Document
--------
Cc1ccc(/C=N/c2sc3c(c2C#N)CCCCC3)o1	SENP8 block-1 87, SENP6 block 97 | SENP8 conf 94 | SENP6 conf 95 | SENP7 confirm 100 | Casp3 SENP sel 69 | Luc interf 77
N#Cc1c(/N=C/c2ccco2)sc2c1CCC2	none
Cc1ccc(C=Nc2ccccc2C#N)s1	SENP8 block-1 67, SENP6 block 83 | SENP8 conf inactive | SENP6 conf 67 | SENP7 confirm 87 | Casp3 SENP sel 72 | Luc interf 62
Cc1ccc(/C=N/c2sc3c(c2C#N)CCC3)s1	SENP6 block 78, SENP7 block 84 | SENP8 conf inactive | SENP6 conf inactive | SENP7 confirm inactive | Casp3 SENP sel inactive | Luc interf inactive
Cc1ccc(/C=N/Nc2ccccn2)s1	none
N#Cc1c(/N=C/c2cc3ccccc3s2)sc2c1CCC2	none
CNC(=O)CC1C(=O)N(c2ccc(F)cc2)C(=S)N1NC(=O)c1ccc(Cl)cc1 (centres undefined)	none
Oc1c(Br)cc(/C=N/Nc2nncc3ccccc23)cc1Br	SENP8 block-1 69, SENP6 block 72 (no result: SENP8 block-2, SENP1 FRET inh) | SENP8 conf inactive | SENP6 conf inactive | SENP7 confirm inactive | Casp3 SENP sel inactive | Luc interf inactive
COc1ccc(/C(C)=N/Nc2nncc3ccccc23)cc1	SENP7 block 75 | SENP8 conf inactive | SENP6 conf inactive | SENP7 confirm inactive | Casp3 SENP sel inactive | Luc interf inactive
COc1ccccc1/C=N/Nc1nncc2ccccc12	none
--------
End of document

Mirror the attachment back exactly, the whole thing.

Cc1ccc(/C=N/c2sc3c(c2C#N)CCCCC3)o1	SENP8 block-1 87, SENP6 block 97 | SENP8 conf 94 | SENP6 conf 95 | SENP7 confirm 100 | Casp3 SENP sel 69 | Luc interf 77
N#Cc1c(/N=C/c2ccco2)sc2c1CCC2	none
Cc1ccc(C=Nc2ccccc2C#N)s1	SENP8 block-1 67, SENP6 block 83 | SENP8 conf inactive | SENP6 conf 67 | SENP7 confirm 87 | Casp3 SENP sel 72 | Luc interf 62
Cc1ccc(/C=N/c2sc3c(c2C#N)CCC3)s1	SENP6 block 78, SENP7 block 84 | SENP8 conf inactive | SENP6 conf inactive | SENP7 confirm inactive | Casp3 SENP sel inactive | Luc interf inactive
Cc1ccc(/C=N/Nc2ccccn2)s1	none
N#Cc1c(/N=C/c2cc3ccccc3s2)sc2c1CCC2	none
CNC(=O)CC1C(=O)N(c2ccc(F)cc2)C(=S)N1NC(=O)c1ccc(Cl)cc1 (centres undefined)	none
Oc1c(Br)cc(/C=N/Nc2nncc3ccccc23)cc1Br	SENP8 block-1 69, SENP6 block 72 (no result: SENP8 block-2, SENP1 FRET inh) | SENP8 conf inactive | SENP6 conf inactive | SENP7 confirm inactive | Casp3 SENP sel inactive | Luc interf inactive
COc1ccc(/C(C)=N/Nc2nncc3ccccc23)cc1	SENP7 block 75 | SENP8 conf inactive | SENP6 conf inactive | SENP7 confirm inactive | Casp3 SENP sel inactive | Luc interf inactive
COc1ccccc1/C=N/Nc1nncc2ccccc12	none